Teachable Documents - National Archives at Chicago
While being fought overseas, World War I also touched the everyday lives of Americans. To ensure adequate food supplies for our troops and war-torn Europeans, President Wilson established the U.S. Food Administration with an Executive Order on August 10, 1917. Led by Herbert Hoover, the U.S. Food Administration assured the supply, distribution, and conservation of food. Hoover encouraged people to follow the "gospel of the clean plate," and designated meatless, sweetless, wheatless, and porkless days of the week. State food administrators appointed by Hoover oversaw and implemented these programs, as well as a licensing system for restaurants and businesses.
The Illinois State Food Administration officials distributed the four-by-two inch size card as a means to promote food conservation in the state, and the letters spurred by Clifford V. Gregory, the editor of the Prairie Farmer, called for the card's retraction.
Record Group 4, Records of the U.S. Food Administration, Illinois Federal Food Administrator Letters, April 1918
- Propaganda Flyer, Illinois Federal Food Administrator, ca. 1918, Record Group 4, Records of the U.S. Food Administration [USFA], 1917-1920.
Document | Transcript
- Correspondence regarding The Prairie Farmer, Illinois Federal Food Administrator, April 1918, Record Group 4, Records of the U.S. Food Administration [USFA], 1917-1920.
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- What does this flyer encourage Americans to do?
- Why would the activities mentioned above be necessary?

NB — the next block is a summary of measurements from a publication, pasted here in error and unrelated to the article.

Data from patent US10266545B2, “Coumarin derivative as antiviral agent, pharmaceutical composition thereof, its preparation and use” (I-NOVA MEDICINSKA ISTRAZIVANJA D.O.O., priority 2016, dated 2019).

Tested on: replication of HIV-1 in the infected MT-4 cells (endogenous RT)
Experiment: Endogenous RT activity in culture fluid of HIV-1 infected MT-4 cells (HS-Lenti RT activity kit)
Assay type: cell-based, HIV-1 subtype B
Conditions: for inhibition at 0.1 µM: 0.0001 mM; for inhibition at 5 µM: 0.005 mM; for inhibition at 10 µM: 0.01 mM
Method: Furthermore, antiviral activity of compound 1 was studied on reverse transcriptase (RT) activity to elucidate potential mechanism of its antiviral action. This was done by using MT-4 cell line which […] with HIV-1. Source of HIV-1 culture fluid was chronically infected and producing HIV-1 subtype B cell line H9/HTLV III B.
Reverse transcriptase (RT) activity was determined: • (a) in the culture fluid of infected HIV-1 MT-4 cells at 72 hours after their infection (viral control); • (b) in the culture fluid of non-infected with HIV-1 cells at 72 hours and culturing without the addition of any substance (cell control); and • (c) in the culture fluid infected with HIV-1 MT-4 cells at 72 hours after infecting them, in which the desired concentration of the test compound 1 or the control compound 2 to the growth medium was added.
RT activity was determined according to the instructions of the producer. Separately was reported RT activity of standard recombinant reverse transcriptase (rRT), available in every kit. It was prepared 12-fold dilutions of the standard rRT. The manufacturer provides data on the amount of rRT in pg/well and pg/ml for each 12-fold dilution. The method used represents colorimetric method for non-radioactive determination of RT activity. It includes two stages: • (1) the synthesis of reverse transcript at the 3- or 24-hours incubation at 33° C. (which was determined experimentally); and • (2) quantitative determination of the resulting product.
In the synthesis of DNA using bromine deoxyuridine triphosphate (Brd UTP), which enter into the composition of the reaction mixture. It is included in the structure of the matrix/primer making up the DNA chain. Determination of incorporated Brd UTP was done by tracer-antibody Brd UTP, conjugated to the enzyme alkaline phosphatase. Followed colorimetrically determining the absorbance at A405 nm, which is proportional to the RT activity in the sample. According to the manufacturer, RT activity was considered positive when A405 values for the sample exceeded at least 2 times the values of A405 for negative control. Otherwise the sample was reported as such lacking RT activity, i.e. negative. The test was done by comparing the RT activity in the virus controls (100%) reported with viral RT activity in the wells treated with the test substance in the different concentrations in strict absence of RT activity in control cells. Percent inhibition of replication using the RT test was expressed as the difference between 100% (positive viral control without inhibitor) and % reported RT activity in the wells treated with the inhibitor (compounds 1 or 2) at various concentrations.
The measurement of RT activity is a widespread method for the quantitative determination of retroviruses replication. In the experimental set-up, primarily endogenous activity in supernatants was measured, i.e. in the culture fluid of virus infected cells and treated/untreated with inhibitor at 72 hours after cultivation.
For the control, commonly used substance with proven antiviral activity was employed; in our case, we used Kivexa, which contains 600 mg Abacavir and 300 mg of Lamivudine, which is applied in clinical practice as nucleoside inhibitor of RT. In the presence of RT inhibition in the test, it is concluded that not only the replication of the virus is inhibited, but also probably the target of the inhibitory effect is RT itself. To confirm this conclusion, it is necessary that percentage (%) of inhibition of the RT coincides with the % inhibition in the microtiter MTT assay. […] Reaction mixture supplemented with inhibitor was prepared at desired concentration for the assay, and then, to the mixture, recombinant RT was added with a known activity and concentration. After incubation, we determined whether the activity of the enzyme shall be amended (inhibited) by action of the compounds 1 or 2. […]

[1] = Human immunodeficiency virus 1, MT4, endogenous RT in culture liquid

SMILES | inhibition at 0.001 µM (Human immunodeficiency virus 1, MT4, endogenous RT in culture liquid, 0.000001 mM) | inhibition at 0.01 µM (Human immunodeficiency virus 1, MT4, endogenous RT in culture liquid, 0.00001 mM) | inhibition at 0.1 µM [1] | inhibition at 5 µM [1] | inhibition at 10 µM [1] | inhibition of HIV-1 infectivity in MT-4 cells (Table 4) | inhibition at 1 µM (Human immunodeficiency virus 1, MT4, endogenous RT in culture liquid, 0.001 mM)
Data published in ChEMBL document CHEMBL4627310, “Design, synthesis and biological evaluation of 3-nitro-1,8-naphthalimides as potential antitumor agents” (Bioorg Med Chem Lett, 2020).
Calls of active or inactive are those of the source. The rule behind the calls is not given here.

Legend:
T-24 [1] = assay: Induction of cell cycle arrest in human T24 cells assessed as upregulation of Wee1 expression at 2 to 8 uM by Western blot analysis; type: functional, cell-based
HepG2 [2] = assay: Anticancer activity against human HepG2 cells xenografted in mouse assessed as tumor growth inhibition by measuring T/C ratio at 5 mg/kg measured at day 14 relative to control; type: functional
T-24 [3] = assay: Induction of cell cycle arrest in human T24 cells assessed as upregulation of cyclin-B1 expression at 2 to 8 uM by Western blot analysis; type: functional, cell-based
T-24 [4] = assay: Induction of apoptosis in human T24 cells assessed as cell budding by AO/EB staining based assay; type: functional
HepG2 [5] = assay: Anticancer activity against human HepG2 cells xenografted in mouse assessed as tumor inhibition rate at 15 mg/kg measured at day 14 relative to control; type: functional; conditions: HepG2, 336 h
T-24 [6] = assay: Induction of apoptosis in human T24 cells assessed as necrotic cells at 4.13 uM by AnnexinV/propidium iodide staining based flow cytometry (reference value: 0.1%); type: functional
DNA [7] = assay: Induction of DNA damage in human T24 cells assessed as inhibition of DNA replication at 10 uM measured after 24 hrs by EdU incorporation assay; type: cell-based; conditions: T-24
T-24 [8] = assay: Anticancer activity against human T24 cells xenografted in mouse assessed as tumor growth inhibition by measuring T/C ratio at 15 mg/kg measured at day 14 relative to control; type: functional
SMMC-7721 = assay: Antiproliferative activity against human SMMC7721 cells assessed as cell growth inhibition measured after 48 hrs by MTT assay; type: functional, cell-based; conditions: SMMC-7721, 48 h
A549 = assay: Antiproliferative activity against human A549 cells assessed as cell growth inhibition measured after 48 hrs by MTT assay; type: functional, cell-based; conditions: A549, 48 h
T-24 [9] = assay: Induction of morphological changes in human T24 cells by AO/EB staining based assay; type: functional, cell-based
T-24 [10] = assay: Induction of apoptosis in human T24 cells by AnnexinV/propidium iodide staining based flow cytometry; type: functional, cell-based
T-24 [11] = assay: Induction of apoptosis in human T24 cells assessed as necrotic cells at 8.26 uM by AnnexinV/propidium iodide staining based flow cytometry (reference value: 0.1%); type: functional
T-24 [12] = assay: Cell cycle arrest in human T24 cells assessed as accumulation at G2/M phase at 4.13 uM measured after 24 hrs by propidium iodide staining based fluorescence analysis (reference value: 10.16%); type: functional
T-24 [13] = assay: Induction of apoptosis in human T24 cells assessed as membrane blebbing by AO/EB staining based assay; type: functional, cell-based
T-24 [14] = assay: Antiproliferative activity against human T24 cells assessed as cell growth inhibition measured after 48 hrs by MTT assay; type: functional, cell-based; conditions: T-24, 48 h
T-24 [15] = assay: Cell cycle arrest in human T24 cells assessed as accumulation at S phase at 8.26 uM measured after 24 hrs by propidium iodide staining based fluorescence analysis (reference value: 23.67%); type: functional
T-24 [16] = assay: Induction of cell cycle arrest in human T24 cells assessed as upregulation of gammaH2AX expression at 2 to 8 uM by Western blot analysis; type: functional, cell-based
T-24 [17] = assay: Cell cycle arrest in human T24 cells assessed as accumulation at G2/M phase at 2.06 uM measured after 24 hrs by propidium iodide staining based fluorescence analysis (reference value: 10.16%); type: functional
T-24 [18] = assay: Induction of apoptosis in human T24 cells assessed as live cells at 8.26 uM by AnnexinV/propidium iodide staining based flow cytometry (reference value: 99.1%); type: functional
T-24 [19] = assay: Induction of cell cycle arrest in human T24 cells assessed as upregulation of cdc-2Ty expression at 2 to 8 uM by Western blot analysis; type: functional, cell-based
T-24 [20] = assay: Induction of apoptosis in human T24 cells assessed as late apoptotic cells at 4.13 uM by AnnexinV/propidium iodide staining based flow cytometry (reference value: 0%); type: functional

- What motivational/persuasive techniques are used?
- Do you think it worked? Why/Why not?
- Why would the editor of a magazine entitled the Prairie Farmer be upset by this flyer?
- After reading Gregory's letter, why is he displeased with the flyer?
Encourage students to create a "patriotic" meal plan for a family of four for a week during WW I. Utilize National Archives resources to determine appropriate food and recipes.
Discover how effective the U.S. Government was in managing resources and conserving food. Locate resources that demonstrate whether Americans responded to the calls for conservation.
National History Standards
Era 7: The Emergence of Modern America (1890-1930)
- Standard 2C: The student understands the impact at home and abroad of the United States involvement in World War I.
- Teaching with Documents: Sow the Seeds of Victory! Posters from the Food Administration During World War I
- Teachable Texts: Food Will Win the War: On the Home Front in World War I
- The Mississippi Home Front in World War I: Conserving Food for the War Effort
- What's Cooking, Uncle Sam?